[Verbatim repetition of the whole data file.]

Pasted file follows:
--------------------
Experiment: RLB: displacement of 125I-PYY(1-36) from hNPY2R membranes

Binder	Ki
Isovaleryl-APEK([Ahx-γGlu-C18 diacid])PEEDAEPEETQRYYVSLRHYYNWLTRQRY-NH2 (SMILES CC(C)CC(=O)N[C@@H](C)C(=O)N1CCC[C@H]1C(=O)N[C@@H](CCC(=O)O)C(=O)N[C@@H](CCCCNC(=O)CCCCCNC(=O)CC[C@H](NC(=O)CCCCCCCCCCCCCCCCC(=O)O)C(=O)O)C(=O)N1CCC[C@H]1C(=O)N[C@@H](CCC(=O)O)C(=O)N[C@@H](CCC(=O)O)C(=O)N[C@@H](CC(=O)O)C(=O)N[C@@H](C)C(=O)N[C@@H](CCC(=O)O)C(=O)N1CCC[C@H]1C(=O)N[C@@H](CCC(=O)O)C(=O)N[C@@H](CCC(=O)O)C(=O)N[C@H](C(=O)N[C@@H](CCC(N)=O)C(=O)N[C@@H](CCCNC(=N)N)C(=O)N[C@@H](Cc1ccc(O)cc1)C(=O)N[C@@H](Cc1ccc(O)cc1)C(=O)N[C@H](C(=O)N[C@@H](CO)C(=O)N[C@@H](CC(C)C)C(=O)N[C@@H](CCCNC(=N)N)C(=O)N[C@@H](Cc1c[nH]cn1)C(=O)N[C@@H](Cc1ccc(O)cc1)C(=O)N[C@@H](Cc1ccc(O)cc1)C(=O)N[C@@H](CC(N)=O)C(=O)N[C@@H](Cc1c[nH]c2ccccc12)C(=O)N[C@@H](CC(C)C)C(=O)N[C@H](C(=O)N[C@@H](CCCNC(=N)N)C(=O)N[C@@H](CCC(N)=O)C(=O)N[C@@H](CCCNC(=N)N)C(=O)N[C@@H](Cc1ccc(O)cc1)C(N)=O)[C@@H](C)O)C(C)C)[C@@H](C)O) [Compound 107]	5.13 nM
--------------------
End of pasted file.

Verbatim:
Experiment: RLB: displacement of 125I-PYY(1-36) from hNPY2R membranes

Binder	Ki
Isovaleryl-APEK([Ahx-γGlu-C18 diacid])PEEDAEPEETQRYYVSLRHYYNWLTRQRY-NH2 (SMILES CC(C)CC(=O)N[C@@H](C)C(=O)N1CCC[C@H]1C(=O)N[C@@H](CCC(=O)O)C(=O)N[C@@H](CCCCNC(=O)CCCCCNC(=O)CC[C@H](NC(=O)CCCCCCCCCCCCCCCCC(=O)O)C(=O)O)C(=O)N1CCC[C@H]1C(=O)N[C@@H](CCC(=O)O)C(=O)N[C@@H](CCC(=O)O)C(=O)N[C@@H](CC(=O)O)C(=O)N[C@@H](C)C(=O)N[C@@H](CCC(=O)O)C(=O)N1CCC[C@H]1C(=O)N[C@@H](CCC(=O)O)C(=O)N[C@@H](CCC(=O)O)C(=O)N[C@H](C(=O)N[C@@H](CCC(N)=O)C(=O)N[C@@H](CCCNC(=N)N)C(=O)N[C@@H](Cc1ccc(O)cc1)C(=O)N[C@@H](Cc1ccc(O)cc1)C(=O)N[C@H](C(=O)N[C@@H](CO)C(=O)N[C@@H](CC(C)C)C(=O)N[C@@H](CCCNC(=N)N)C(=O)N[C@@H](Cc1c[nH]cn1)C(=O)N[C@@H](Cc1ccc(O)cc1)C(=O)N[C@@H](Cc1ccc(O)cc1)C(=O)N[C@@H](CC(N)=O)C(=O)N[C@@H](Cc1c[nH]c2ccccc12)C(=O)N[C@@H](CC(C)C)C(=O)N[C@H](C(=O)N[C@@H](CCCNC(=N)N)C(=O)N[C@@H](CCC(N)=O)C(=O)N[C@@H](CCCNC(=N)N)C(=O)N[C@@H](Cc1ccc(O)cc1)C(N)=O)[C@@H](C)O)C(C)C)[C@@H](C)O) [Compound 107]	5.13 nM